Casey Neistat has had ads pulled from his video raising money for the victims of the Las Vegas shooting.
Following the mass shooting in Las Vegas on 1 October, Casey Neistat uploaded a video on 2 October announcing a fundraiser for the victims of the attack. He set up a GoFundMe for people to donate money, and said in the video that “all of the AdSense revenue from this video will also be donated”. Casey explained that the video was not about the tragedy, but instead about the fundraiser and helping to support the people affected.
Three days after the video went live, Casey tweeted showing that the video had its ads removed by YouTube without any explanation. Team YouTube responsed to the tweet explaining themselves:
We ❤️ what you're doing to help, but no matter the intent, our policy is to not run ads on videos about tragedies.
— Team YouTube (@TeamYouTube) October 5, 2017
However, a clip from the American talk show Jimmy Kimmel Live! that talked about the shooting was uploaded on the same day as Casey’s, and (as pointed out by Philip DeFranco) the Kimmel video was not demonetised.
Your response is bullshit. It's not true. People are tired this. Be better. pic.twitter.com/XWh6eMVQWG
— Philip DeFranco (@PhillyD) October 6, 2017
Phil later uploaded a video talking about the situation, saying: “For some reason, Jimmy Kimmel is exempt, and you can’t even say that no-one saw that this video was on the internet – it was literally the Number One trending video on YouTube.”
Games Attorney claimed to have confirmed with YouTube that accounts like Kimmel’s “are setup to bypass their automated ad flagging system”:
— Games Attorney (@GamesAttorney) October 7, 2017
YouTube’s Advertiser Friendly Content Guidelines state that “video content that features or focuses on sensitive topics or events including, but not limited to, war, political conflicts, terrorism or extremism, death and tragedies, sexual abuse, even if graphic imagery is not shown, is generally not eligible for ads. For example, videos about recent tragedies, even if presented for news or documentary purposes, may not be eligible for advertising given the subject matter.”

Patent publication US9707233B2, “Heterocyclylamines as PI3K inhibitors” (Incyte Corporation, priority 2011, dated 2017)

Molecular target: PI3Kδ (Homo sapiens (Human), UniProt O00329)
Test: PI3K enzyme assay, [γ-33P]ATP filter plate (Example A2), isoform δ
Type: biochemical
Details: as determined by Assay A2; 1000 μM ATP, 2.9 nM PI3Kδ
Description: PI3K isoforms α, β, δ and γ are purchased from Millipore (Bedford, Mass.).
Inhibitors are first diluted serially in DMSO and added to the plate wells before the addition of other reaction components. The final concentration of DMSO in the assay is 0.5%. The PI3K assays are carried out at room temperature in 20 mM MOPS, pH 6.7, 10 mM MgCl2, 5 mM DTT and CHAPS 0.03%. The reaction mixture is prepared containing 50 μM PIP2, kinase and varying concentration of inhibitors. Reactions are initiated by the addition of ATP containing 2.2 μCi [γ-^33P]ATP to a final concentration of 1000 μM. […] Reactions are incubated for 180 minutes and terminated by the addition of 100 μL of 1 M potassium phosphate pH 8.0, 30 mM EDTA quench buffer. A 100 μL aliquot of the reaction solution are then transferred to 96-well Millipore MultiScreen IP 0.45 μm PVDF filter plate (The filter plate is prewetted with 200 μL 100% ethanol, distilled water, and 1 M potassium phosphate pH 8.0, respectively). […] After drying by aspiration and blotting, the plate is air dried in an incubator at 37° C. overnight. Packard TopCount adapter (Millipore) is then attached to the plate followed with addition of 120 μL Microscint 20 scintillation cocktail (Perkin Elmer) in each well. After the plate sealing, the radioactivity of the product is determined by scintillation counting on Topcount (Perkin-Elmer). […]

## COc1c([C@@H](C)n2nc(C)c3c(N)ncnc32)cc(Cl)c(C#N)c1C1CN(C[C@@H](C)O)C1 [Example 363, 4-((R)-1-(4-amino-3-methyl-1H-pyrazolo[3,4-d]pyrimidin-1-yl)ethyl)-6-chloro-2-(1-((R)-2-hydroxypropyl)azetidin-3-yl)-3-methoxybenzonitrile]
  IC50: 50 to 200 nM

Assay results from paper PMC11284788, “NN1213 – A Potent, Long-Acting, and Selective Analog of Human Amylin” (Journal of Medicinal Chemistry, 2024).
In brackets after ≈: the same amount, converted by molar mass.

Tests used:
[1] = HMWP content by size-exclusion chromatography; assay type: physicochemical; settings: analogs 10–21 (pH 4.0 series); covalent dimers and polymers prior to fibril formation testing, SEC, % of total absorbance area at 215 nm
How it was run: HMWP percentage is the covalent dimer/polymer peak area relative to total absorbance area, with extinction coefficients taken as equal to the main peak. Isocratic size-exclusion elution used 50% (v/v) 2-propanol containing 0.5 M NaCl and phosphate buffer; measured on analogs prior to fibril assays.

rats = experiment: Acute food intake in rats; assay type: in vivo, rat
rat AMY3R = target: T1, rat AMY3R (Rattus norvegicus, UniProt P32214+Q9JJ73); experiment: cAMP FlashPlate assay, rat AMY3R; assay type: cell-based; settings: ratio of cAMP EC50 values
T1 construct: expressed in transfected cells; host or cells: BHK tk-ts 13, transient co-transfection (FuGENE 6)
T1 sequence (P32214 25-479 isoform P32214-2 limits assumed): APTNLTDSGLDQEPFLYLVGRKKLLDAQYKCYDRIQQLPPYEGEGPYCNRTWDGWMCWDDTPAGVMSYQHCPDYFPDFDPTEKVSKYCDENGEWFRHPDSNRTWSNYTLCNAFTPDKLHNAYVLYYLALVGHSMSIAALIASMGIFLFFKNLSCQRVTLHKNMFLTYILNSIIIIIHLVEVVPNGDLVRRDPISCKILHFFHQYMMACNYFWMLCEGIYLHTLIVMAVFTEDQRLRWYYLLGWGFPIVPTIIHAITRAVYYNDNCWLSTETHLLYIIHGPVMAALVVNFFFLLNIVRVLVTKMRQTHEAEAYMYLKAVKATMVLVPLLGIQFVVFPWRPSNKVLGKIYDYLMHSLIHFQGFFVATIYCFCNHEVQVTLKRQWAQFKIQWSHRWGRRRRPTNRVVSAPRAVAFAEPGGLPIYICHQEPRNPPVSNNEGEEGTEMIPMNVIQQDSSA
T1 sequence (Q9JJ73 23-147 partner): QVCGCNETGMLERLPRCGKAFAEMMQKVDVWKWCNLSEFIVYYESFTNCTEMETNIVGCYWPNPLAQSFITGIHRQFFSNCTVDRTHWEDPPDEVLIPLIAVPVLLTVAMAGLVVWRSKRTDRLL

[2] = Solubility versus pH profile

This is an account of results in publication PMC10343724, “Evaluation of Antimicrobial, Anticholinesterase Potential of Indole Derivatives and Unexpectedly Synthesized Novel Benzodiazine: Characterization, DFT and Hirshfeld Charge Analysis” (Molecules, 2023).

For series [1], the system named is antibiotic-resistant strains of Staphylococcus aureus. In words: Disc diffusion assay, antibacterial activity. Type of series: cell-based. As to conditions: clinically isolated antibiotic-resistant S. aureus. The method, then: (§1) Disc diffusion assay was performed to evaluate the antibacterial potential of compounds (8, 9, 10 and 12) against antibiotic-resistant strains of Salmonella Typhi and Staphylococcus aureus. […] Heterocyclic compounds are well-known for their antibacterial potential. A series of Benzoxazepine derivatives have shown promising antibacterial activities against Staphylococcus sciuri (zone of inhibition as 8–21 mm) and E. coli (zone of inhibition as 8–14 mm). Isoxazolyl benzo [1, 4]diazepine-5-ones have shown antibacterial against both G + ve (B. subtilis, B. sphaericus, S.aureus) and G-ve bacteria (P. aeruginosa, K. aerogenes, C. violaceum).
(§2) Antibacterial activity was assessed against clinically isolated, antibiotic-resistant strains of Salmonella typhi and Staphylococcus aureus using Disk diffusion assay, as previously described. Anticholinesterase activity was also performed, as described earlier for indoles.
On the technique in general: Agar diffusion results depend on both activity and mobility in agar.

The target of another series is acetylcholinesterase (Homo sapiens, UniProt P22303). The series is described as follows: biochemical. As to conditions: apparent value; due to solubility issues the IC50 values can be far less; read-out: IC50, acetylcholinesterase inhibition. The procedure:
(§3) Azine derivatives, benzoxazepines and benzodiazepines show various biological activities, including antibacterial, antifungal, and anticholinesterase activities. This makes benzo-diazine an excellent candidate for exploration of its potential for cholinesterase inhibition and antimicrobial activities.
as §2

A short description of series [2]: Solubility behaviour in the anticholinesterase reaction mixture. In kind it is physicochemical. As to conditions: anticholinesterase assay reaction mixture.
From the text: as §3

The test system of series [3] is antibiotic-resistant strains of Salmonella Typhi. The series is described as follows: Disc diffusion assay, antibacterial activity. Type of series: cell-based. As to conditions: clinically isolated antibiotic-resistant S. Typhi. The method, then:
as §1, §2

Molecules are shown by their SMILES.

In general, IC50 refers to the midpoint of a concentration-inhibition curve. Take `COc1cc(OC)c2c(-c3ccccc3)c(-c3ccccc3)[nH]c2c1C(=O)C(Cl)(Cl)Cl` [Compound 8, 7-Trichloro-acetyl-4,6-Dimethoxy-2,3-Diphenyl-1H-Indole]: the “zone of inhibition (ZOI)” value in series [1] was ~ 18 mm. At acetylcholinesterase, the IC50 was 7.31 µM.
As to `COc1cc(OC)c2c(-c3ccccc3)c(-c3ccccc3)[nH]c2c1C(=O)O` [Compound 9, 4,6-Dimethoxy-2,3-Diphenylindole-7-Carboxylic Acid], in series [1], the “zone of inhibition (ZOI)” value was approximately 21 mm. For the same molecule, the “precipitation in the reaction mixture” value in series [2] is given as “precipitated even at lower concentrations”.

Hank Green joined the conversation and uploaded a 35-minute long video talking about YouTube demonetisation in depth:
I wasn't lyin'! SORRY THIS IS SO LONG! https://t.co/ozMcBCXB5Y
— Hank Green (@hankgreen) October 6, 2017
A number of creators have complained about YouTube’s demonetisation practices this year, with many tweeting that their videos have been unfairly considered unsuitable for advertisers:
Tell me again how trans people aren't targetted by YouTube.
Both videos were restricted, so I deleted them, changed the file and title name pic.twitter.com/yzsXBjEsHd
— HoHoHo Ross 🎅🏼🎄 (@ChaseRoss) October 8, 2017
My Authenticity video has "mental health" "anxiety" "depression" in the tags. It is not suitable for YT adverts despite no "adult" content
— Gary Caplehorne (@oohgaryc) October 8, 2017
The Jimmy Kimmel Live! video is still monetised and currently has over nine million views. YouTube are yet to explain in more detail about the situation.
Currently, almost $300,000 has been raised on the GoFundMe. Donations can be made here.
Read more about upcoming changes to YouTube Gaming, including a sponsorship service. Alternatively, read about disabled creators calling on YouTube to review its ad policy.